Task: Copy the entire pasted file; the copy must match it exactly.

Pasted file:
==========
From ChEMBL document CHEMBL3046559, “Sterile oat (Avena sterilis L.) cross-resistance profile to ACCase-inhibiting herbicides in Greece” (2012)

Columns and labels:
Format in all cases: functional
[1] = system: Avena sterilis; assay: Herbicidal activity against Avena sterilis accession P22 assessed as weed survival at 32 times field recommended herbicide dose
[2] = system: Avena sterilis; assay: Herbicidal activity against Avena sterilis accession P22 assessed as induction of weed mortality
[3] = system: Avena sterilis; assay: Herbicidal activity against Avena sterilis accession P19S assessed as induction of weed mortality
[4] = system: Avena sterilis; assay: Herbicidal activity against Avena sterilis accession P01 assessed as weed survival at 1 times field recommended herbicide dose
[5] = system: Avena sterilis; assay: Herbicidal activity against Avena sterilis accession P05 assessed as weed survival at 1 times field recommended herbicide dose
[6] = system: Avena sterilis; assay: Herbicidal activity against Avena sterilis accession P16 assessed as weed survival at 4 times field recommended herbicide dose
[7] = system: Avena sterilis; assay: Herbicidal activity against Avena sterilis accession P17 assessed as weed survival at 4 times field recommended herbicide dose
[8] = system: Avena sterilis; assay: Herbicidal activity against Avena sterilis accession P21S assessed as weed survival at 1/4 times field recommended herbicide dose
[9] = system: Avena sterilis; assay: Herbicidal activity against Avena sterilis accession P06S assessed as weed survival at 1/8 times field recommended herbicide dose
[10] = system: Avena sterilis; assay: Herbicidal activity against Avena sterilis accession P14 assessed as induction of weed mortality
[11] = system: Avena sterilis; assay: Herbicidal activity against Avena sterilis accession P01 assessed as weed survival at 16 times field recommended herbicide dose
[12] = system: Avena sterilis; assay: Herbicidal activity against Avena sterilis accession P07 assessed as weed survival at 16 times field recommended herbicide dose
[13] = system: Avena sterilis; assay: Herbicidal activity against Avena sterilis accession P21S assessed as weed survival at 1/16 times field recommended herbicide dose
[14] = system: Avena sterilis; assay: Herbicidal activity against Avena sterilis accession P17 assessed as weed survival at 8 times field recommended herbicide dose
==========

From ChEMBL document CHEMBL3046559, “Sterile oat (Avena sterilis L.) cross-resistance profile to ACCase-inhibiting herbicides in Greece” (2012)

Columns and labels:
Format in all cases: functional
[1] = system: Avena sterilis; assay: Herbicidal activity against Avena sterilis accession P22 assessed as weed survival at 32 times field recommended herbicide dose
[2] = system: Avena sterilis; assay: Herbicidal activity against Avena sterilis accession P22 assessed as induction of weed mortality
[3] = system: Avena sterilis; assay: Herbicidal activity against Avena sterilis accession P19S assessed as induction of weed mortality
[4] = system: Avena sterilis; assay: Herbicidal activity against Avena sterilis accession P01 assessed as weed survival at 1 times field recommended herbicide dose
[5] = system: Avena sterilis; assay: Herbicidal activity against Avena sterilis accession P05 assessed as weed survival at 1 times field recommended herbicide dose
[6] = system: Avena sterilis; assay: Herbicidal activity against Avena sterilis accession P16 assessed as weed survival at 4 times field recommended herbicide dose
[7] = system: Avena sterilis; assay: Herbicidal activity against Avena sterilis accession P17 assessed as weed survival at 4 times field recommended herbicide dose
[8] = system: Avena sterilis; assay: Herbicidal activity against Avena sterilis accession P21S assessed as weed survival at 1/4 times field recommended herbicide dose
[9] = system: Avena sterilis; assay: Herbicidal activity against Avena sterilis accession P06S assessed as weed survival at 1/8 times field recommended herbicide dose
[10] = system: Avena sterilis; assay: Herbicidal activity against Avena sterilis accession P14 assessed as induction of weed mortality
[11] = system: Avena sterilis; assay: Herbicidal activity against Avena sterilis accession P01 assessed as weed survival at 16 times field recommended herbicide dose
[12] = system: Avena sterilis; assay: Herbicidal activity against Avena sterilis accession P07 assessed as weed survival at 16 times field recommended herbicide dose
[13] = system: Avena sterilis; assay: Herbicidal activity against Avena sterilis accession P21S assessed as weed survival at 1/16 times field recommended herbicide dose
[14] = system: Avena sterilis; assay: Herbicidal activity against Avena sterilis accession P17 assessed as weed survival at 8 times field recommended herbicide dose